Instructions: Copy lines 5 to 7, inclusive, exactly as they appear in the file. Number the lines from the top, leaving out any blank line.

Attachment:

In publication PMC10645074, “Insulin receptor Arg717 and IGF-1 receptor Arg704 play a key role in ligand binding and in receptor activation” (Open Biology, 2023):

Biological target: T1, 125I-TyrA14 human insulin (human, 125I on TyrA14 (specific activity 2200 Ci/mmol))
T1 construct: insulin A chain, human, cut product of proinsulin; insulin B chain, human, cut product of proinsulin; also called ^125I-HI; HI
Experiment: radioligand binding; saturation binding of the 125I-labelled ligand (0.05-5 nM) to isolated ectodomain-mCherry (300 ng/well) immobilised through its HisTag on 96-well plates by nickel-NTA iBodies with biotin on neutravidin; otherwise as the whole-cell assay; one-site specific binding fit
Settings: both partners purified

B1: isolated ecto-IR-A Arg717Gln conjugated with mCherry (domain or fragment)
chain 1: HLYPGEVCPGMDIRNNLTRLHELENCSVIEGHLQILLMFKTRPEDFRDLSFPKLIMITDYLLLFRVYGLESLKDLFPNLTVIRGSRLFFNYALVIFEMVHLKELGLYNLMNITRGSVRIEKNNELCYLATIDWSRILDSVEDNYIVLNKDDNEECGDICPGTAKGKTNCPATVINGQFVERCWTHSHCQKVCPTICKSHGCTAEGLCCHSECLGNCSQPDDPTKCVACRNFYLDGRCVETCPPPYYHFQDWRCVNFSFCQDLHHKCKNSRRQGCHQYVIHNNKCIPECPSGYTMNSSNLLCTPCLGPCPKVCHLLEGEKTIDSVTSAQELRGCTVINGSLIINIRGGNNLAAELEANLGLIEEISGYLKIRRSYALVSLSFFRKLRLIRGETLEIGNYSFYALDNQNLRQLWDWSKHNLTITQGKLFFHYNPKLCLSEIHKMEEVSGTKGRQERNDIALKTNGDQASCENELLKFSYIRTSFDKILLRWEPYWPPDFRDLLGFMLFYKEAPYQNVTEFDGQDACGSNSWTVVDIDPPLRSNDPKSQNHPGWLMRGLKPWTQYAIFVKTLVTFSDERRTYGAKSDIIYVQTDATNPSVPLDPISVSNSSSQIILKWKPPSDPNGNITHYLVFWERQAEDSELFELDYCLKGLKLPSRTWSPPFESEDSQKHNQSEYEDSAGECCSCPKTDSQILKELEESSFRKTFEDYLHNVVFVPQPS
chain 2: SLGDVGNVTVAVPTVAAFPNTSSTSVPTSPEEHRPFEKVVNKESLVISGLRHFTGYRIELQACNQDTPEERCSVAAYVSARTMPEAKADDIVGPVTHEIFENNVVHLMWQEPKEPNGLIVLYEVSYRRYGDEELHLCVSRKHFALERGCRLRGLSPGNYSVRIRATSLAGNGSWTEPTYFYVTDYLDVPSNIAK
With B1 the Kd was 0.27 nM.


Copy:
Settings: both partners purified

B1: isolated ecto-IR-A Arg717Gln conjugated with mCherry (domain or fragment)
chain 1: HLYPGEVCPGMDIRNNLTRLHELENCSVIEGHLQILLMFKTRPEDFRDLSFPKLIMITDYLLLFRVYGLESLKDLFPNLTVIRGSRLFFNYALVIFEMVHLKELGLYNLMNITRGSVRIEKNNELCYLATIDWSRILDSVEDNYIVLNKDDNEECGDICPGTAKGKTNCPATVINGQFVERCWTHSHCQKVCPTICKSHGCTAEGLCCHSECLGNCSQPDDPTKCVACRNFYLDGRCVETCPPPYYHFQDWRCVNFSFCQDLHHKCKNSRRQGCHQYVIHNNKCIPECPSGYTMNSSNLLCTPCLGPCPKVCHLLEGEKTIDSVTSAQELRGCTVINGSLIINIRGGNNLAAELEANLGLIEEISGYLKIRRSYALVSLSFFRKLRLIRGETLEIGNYSFYALDNQNLRQLWDWSKHNLTITQGKLFFHYNPKLCLSEIHKMEEVSGTKGRQERNDIALKTNGDQASCENELLKFSYIRTSFDKILLRWEPYWPPDFRDLLGFMLFYKEAPYQNVTEFDGQDACGSNSWTVVDIDPPLRSNDPKSQNHPGWLMRGLKPWTQYAIFVKTLVTFSDERRTYGAKSDIIYVQTDATNPSVPLDPISVSNSSSQIILKWKPPSDPNGNITHYLVFWERQAEDSELFELDYCLKGLKLPSRTWSPPFESEDSQKHNQSEYEDSAGECCSCPKTDSQILKELEESSFRKTFEDYLHNVVFVPQPS